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Dennison v. Ryan

United States District Court, D. Arizona

January 16, 2015

Andre Almond Dennison, Plaintiff,
v.
Charles L. Ryan, et al., Defendants.

ORDER

EILEEN S. WILLETT, Magistrate Judge.

Plaintiff is confined in the Arizona State Prison Complex-Eyman. He filed a pro se civil rights Complaint pursuant to 42 U.S.C. ยง 1983 (Doc. 1), alleging three claims for relief against Defendant Ryan.

In Count One, Plaintiff alleges that Defendant Ryan denied Plaintiff a diet consistent with his religious beliefs in violation of the Religious Land Use and Institutionalized Persons Act (RLUIPA). Plaintiff states that Defendant has placed Plaintiff on a vegan diet inconsistent with the tenets of Plaintiff's Seventh-Day Adventist faith. Plaintiff asserts that his faith requires a diet consisting of fresh fruit, vegetables, eggs, grains, legumes, nuts, and dairy products. Plaintiff argues that the failure to provide a proper diet substantially burdens the practice of Plaintiff's religion. (Doc. 1)

In Count Two, Plaintiff alleges that Defendant Ryan has violated Plaintiff's First Amendment right to the free exercise of his religion due to the same factual basis as set forth in Count One. (Doc. 1)

In Count Three, Plaintiff alleges that Defendant Ryan violated Plaintiff's equal protection rights because similarly situated inmates of other religions receive diets consistent with their religious beliefs. (Doc. 1)

On October 14, 2014, Plaintiff filed a Motion to Compel (Doc. 29). Plaintiff seeks more complete responses to requests for interrogatories and production propounded on Defendant on May 15, 2014. The parties first attempted to resolve the issues pending by good faith personal consultation over the phone and in writing. Defendant's Response to Plaintiff's Motion to Compel (Doc. 40) was filed November 12, 2014. Plaintiff's Reply (Doc. 44) was filed December 2, 2014. The matter is deemed submitted for decision.

The law provides that a party may obtain discovery regarding any non-privileged matter that is relevant to a party's claim. The relevant information need not be admissible at trial if it is reasonably calculated to lead to the discovery of admissible evidence. Fed.R.Civ.P. 26(b)(1). All discovery is, however, subject to reasonable limitations by the Court when "the burden or expense of the proposed discovery outweighs its likely benefit, considering the needs of the case, the amount in controversy, the parties' resources, the importance of the issues at stake in the action, and the importance of the discovery in resolving the issues." Fed.R.Civ.P. 26(b)(2)(C)(iii).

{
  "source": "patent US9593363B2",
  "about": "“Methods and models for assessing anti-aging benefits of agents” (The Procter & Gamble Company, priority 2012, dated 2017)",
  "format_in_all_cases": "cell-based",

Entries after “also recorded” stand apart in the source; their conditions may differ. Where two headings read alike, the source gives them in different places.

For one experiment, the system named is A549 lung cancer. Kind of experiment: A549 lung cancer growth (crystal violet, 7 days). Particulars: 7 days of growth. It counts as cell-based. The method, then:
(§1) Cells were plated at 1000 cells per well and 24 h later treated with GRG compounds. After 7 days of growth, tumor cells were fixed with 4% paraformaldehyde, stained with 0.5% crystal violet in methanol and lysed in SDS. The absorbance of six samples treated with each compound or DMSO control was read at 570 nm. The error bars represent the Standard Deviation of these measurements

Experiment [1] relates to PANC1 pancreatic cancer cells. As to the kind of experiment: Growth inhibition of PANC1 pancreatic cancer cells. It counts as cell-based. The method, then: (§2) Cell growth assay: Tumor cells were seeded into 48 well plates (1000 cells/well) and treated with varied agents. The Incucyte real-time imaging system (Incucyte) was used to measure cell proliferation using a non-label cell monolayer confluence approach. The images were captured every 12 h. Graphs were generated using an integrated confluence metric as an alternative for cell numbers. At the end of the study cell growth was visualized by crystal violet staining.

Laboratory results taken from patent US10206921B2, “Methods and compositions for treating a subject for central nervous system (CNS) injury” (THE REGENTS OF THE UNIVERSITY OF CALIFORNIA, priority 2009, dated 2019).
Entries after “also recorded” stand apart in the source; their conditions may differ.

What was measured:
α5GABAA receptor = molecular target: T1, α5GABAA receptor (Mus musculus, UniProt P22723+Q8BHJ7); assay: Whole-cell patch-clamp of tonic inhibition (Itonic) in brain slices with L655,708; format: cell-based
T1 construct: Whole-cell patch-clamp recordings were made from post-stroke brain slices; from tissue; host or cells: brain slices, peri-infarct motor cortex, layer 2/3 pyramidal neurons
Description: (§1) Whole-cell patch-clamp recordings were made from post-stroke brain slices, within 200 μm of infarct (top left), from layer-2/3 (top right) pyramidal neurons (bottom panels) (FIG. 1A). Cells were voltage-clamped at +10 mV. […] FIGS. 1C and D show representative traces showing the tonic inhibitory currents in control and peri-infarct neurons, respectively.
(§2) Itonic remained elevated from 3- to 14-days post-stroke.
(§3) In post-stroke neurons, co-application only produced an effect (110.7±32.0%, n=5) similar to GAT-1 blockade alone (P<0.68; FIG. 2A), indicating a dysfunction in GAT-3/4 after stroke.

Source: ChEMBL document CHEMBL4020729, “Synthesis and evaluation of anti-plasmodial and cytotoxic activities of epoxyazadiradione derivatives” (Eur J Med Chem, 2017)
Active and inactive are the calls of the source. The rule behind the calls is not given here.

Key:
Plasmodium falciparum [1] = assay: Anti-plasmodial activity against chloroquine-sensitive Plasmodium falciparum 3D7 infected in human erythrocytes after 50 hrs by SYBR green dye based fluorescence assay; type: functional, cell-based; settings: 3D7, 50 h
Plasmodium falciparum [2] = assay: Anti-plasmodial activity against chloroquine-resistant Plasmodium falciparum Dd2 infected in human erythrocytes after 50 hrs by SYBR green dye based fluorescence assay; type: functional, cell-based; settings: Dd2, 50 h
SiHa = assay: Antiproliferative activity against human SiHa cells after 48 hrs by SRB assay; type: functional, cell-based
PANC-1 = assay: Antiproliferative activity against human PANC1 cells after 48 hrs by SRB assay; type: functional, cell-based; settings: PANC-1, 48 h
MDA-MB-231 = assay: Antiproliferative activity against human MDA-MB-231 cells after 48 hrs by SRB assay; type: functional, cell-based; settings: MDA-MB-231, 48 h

I. INTERROGATORIES

No. 16: "How Many Jews, Who Receive Kosher Meals, Are There In ADC?"

Defendant is able to provide the number of inmates who have established a sincere, religious reason for requesting a Kosher diet and received a Kosher diet while incarcerated at the Arizona Department of Corrections (ADC). This information is tracked and relevant. The Court orders Defendant to disclose the number of inmates who have established a sincere, religious reason for requesting Kosher meals and have received them from January 2013 to the present. The Defendant also tracks the number of inmates who identify Judaism as their religious preference. Various faiths have recognized tenets inherent in those faiths. Judaism is one such faith. Therefore, the number of inmates who identify themselves with Judaism is relevant. The Court orders the Defendant to disclose the number of inmates who have identified Judaism as their religious preference from January 2013 to the present. It is not necessary, however, to hand count the overlap of these two fields of data. The burden of such an exercise is outweighed by the minimal probative value of the data sought. Because presumably religious diets offered by ADC are not restricted to a particular religion, and because the Defendant admits that some inmates that identify as Jewish also receive Kosher diets, the overlap number is not relevant. It is further undisputed that the cost to Defendant per meal type offered is not related to or impacted by the number of people who request each meal type or eat each meal type.

Therefore, the Motion to Compel is granted in part and denied in part as set forth above as to Interrogatory No. 16.

No. 17: "How Many Jewish Prisoners Are Receiving Kosher Meals At Rynning Unit?" For the reasons set forth in the Court's analysis of Interrogatory No. 16,

It is ordered that Defendant provide the number of inmates at Rynning Unit who have established a sincere, religious reason for requesting a Kosher diet while incarcerated and received a Kosher meal plan from January 2013 to the present.

It is further ordered that Defendant provide the number of inmates at Rynning Unit who have identified Judaism as their religious preference from January 2013 to the present. Plaintiff's Motion to Compel is granted in part and denied in part as to Interrogatory No. 17.

No. 18: "How Many Halaal practicing Muslims Are Receiving Halaal Compliant Meals in ADC?"

The Defendant has indicated that ADC tracks religious preference and meal plan. There is no meal plan designated as "Halaal Compliant." However, Defendant tracks individuals who identify their religious preference as Muslim. There are also individuals who express a sincere, religious reason for requesting Kosher and/or ...


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